The United States and China agreed to take steps to significantly reduce the $370 billion trade deficit between the two economic powerhouses by having Beijing purchase more goods, according to a joint statement released by the two nations on Saturday.
“There was a consensus on taking effective measures to substantially reduce the United States trade deficit in goods with China,” the statement read. “To meet the growing consumption needs of the Chinese people and the need for high-quality economic development, China will significantly increase purchases of United States goods and services.”
According to the White House, the U.S. will increase its agriculture and energy exports to China and will send a team of negotiators to Beijing to work out the details. It was unclear how much the deficit would be reduced by.
President Trump has been insistent about reducing the trade deficit -- which the White House has blamed for the loss of millions of U.S. jobs -- between the two countries. But when U.S. officials met with officials in Beijing last week, no deal was reached in large part because China refused a demand to cut the trade deficit by $200 billion within the next two years.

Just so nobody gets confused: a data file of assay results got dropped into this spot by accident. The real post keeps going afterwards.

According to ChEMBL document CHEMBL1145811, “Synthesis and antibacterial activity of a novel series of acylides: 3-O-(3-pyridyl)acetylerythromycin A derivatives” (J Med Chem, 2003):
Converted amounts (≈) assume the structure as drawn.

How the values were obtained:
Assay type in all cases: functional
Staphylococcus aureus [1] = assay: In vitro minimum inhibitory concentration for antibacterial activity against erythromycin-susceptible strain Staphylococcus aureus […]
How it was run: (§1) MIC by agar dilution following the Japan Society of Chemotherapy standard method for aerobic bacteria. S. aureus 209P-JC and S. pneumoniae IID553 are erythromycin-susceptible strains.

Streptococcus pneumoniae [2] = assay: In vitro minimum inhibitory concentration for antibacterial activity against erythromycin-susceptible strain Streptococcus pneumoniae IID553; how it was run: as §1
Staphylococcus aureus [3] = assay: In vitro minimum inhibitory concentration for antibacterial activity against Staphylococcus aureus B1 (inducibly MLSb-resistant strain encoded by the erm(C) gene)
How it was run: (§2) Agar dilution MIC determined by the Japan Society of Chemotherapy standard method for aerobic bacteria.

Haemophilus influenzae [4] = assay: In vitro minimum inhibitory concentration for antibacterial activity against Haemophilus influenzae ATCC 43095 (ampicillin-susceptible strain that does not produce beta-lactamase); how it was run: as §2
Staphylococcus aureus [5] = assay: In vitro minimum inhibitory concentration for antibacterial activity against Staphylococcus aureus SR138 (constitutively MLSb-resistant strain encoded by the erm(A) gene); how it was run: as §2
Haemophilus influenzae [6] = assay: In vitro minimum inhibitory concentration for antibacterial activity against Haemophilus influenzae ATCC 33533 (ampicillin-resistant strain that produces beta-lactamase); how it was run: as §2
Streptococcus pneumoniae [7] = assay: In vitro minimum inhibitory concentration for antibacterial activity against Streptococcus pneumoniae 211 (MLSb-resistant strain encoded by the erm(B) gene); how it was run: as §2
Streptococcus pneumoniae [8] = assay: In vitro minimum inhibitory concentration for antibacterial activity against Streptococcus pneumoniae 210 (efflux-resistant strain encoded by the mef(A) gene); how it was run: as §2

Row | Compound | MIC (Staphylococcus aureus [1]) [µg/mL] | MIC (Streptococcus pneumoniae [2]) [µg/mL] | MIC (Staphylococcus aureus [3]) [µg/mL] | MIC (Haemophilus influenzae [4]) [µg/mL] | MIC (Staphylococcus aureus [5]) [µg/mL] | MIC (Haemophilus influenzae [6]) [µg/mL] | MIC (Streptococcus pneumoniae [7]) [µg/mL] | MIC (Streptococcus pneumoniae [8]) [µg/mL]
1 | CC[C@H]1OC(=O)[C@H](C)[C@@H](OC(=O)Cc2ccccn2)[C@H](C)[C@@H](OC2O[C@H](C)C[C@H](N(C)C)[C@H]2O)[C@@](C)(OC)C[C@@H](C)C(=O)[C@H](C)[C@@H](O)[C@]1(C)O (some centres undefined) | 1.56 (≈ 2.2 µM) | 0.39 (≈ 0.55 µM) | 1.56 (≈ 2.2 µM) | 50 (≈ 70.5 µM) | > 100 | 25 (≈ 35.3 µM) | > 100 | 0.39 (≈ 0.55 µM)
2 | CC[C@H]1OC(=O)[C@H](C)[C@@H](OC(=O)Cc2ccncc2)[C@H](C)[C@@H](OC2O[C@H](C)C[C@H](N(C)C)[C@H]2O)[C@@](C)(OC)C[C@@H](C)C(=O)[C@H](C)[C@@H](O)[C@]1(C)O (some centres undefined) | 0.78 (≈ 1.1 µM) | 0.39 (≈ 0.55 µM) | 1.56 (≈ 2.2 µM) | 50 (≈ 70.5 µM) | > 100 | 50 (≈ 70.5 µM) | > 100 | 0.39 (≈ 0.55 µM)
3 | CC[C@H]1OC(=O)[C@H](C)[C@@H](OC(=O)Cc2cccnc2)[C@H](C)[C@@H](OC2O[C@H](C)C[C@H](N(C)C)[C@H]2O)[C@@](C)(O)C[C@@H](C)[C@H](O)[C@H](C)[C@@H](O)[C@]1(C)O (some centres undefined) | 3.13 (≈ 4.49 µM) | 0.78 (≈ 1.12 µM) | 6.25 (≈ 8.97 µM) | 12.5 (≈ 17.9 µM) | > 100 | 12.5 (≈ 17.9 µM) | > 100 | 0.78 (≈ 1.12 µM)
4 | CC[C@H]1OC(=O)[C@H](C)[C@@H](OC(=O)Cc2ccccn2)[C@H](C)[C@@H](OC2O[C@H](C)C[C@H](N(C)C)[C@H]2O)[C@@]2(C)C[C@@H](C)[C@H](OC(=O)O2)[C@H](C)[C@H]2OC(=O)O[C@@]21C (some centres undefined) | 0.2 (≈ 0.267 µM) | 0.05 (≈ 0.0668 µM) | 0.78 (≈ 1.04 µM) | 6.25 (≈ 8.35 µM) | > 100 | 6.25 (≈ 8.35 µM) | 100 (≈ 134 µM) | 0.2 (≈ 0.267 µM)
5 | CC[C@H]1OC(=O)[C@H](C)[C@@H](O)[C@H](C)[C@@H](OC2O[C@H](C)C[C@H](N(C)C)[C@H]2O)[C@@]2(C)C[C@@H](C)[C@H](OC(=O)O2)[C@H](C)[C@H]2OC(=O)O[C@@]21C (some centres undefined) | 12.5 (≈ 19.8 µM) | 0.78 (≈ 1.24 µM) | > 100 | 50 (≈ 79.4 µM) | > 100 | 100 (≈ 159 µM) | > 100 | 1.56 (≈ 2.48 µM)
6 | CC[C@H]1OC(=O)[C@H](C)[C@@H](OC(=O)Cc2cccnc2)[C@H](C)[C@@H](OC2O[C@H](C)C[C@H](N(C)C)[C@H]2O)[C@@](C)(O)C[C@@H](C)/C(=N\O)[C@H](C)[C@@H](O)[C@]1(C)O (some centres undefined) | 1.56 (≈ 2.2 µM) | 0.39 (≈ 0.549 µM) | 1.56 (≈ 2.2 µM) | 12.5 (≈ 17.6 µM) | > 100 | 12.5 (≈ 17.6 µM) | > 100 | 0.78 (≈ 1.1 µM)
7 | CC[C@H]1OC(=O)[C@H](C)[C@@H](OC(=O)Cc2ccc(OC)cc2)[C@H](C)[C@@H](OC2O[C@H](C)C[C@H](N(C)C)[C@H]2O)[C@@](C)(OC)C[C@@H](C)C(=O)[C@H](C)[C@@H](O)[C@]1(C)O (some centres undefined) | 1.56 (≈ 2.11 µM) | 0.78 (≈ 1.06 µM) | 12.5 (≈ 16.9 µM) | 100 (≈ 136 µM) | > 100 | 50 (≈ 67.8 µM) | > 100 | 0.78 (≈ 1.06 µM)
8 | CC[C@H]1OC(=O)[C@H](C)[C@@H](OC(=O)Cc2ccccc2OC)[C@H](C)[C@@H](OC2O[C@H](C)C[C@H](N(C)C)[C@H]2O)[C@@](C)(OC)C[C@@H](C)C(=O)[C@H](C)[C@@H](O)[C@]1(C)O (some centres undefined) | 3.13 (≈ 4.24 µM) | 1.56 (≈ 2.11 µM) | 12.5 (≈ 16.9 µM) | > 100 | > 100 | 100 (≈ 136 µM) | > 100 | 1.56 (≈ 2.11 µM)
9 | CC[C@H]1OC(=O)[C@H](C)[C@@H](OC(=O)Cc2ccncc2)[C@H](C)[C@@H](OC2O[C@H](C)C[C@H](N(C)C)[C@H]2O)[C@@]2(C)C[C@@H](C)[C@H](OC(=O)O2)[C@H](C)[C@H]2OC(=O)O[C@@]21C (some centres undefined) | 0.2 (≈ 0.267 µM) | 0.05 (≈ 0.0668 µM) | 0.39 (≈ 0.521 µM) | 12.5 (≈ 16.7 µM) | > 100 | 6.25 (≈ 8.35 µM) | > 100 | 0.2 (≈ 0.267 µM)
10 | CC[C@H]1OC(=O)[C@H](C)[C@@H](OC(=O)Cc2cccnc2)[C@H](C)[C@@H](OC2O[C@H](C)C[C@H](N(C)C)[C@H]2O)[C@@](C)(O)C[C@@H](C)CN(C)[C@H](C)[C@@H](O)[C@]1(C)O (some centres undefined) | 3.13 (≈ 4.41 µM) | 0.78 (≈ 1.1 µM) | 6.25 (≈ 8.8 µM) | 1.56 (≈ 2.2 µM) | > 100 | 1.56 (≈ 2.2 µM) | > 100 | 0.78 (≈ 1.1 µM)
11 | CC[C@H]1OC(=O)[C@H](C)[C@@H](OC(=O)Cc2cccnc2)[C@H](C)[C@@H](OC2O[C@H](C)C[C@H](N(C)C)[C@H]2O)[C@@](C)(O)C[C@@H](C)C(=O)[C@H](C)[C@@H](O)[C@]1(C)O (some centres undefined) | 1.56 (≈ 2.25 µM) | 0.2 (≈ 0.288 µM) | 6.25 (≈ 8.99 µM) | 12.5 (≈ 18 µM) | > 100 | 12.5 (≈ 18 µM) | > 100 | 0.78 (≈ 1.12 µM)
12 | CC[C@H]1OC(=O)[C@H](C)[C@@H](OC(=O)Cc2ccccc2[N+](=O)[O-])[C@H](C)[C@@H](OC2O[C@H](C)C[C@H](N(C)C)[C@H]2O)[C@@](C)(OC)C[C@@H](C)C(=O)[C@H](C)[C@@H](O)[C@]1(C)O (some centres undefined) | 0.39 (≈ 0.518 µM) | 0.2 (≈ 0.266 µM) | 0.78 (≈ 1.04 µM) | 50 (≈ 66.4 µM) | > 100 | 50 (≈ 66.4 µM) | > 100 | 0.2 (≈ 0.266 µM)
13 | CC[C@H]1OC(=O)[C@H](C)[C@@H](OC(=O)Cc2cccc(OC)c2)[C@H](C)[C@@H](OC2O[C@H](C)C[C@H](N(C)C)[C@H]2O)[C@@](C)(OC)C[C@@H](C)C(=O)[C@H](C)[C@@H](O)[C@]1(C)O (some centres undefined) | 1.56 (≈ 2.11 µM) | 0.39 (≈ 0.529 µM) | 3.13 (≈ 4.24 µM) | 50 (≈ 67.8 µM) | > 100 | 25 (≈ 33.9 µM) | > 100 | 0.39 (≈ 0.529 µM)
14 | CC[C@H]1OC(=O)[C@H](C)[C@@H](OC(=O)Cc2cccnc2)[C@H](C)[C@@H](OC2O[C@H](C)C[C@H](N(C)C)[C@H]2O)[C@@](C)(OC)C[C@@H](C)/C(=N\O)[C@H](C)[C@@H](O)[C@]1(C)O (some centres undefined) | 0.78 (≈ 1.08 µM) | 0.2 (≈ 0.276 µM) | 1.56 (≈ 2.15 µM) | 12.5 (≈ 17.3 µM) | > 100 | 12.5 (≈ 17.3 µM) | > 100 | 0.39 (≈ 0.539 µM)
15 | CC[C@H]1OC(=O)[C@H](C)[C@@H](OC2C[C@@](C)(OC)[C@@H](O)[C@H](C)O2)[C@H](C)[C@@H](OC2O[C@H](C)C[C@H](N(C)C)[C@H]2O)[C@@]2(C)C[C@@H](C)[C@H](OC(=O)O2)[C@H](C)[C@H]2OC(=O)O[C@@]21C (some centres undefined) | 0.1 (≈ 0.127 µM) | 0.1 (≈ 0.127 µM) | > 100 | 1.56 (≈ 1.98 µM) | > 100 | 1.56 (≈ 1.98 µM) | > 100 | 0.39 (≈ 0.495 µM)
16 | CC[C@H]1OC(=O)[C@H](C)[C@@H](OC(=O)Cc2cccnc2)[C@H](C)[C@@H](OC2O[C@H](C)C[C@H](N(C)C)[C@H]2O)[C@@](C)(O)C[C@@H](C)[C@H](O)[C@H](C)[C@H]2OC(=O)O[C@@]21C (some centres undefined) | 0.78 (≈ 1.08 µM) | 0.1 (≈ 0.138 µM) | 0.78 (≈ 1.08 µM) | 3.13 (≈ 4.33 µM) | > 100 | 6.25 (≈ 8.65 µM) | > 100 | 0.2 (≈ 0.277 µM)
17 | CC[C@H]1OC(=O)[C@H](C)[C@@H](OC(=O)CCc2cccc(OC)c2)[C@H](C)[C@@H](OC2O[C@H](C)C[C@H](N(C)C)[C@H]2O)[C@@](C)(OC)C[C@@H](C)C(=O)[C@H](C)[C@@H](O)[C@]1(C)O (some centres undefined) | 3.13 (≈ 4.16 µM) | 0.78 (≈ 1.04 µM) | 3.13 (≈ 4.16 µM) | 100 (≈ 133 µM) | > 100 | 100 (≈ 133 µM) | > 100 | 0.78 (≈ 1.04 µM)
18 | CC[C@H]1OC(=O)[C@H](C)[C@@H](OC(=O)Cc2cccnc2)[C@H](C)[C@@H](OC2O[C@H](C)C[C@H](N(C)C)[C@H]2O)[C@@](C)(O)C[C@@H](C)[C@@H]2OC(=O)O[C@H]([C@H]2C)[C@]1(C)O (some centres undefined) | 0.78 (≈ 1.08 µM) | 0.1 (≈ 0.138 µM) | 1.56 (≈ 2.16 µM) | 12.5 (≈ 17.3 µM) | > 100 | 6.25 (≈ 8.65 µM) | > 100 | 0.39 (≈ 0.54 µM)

The president met with China’s Vice Premier Liu He at the White House on Tuesday afternoon, according to Trump’s chief economic adviser Larry Kudlow, who said there was “great interest” in further the negotiations.
The delegations, which included Treasury Secretary Steven Mnuchin, Commerce Secretary Wilbur Ross and U.S. Trade Representative Robert Lighthizer, also discussed expanding trade in manufactured goods and services, as well as improving trade conditions in these areas.
Kudlow, a self-avowed free trade advocate, hinted earlier this week that conversations between the U.S. and China were moving in a direction that would eliminate trading barriers, like tariffs.
“Both sides agreed to encourage two-way investment and to strive to create a fair, level playing field for competition,” the statement read.